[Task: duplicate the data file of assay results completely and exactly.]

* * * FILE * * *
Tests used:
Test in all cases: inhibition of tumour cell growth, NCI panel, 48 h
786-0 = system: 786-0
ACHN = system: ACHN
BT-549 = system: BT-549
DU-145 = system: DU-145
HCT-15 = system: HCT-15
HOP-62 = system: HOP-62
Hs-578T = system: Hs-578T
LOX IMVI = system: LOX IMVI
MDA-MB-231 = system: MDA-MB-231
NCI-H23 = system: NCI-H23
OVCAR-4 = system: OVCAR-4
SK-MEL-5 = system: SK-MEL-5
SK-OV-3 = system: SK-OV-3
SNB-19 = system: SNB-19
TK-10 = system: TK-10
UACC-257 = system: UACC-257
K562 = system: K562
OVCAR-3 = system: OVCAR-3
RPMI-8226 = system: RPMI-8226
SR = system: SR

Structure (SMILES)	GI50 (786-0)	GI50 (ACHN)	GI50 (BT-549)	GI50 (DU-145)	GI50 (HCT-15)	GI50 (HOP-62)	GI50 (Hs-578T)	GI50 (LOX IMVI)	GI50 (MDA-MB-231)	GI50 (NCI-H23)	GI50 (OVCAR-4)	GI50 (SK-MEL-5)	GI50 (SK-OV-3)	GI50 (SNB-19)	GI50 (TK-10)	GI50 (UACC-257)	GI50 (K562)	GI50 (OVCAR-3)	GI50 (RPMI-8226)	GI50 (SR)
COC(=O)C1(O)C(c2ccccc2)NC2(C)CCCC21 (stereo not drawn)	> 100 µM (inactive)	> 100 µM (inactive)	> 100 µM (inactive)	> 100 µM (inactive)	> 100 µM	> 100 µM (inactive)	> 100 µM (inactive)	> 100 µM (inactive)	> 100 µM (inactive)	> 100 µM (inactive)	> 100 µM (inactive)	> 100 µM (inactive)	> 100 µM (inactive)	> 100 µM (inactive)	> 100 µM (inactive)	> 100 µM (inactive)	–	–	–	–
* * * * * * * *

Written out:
Tests used:
Test in all cases: inhibition of tumour cell growth, NCI panel, 48 h
786-0 = system: 786-0
ACHN = system: ACHN
BT-549 = system: BT-549
DU-145 = system: DU-145
HCT-15 = system: HCT-15
HOP-62 = system: HOP-62
Hs-578T = system: Hs-578T
LOX IMVI = system: LOX IMVI
MDA-MB-231 = system: MDA-MB-231
NCI-H23 = system: NCI-H23
OVCAR-4 = system: OVCAR-4
SK-MEL-5 = system: SK-MEL-5
SK-OV-3 = system: SK-OV-3
SNB-19 = system: SNB-19
TK-10 = system: TK-10
UACC-257 = system: UACC-257
K562 = system: K562
OVCAR-3 = system: OVCAR-3
RPMI-8226 = system: RPMI-8226
SR = system: SR

Structure (SMILES)	GI50 (786-0)	GI50 (ACHN)	GI50 (BT-549)	GI50 (DU-145)	GI50 (HCT-15)	GI50 (HOP-62)	GI50 (Hs-578T)	GI50 (LOX IMVI)	GI50 (MDA-MB-231)	GI50 (NCI-H23)	GI50 (OVCAR-4)	GI50 (SK-MEL-5)	GI50 (SK-OV-3)	GI50 (SNB-19)	GI50 (TK-10)	GI50 (UACC-257)	GI50 (K562)	GI50 (OVCAR-3)	GI50 (RPMI-8226)	GI50 (SR)
COC(=O)C1(O)C(c2ccccc2)NC2(C)CCCC21 (stereo not drawn)	> 100 µM (inactive)	> 100 µM (inactive)	> 100 µM (inactive)	> 100 µM (inactive)	> 100 µM	> 100 µM (inactive)	> 100 µM (inactive)	> 100 µM (inactive)	> 100 µM (inactive)	> 100 µM (inactive)	> 100 µM (inactive)	> 100 µM (inactive)	> 100 µM (inactive)	> 100 µM (inactive)	> 100 µM (inactive)	> 100 µM (inactive)	–	–	–	–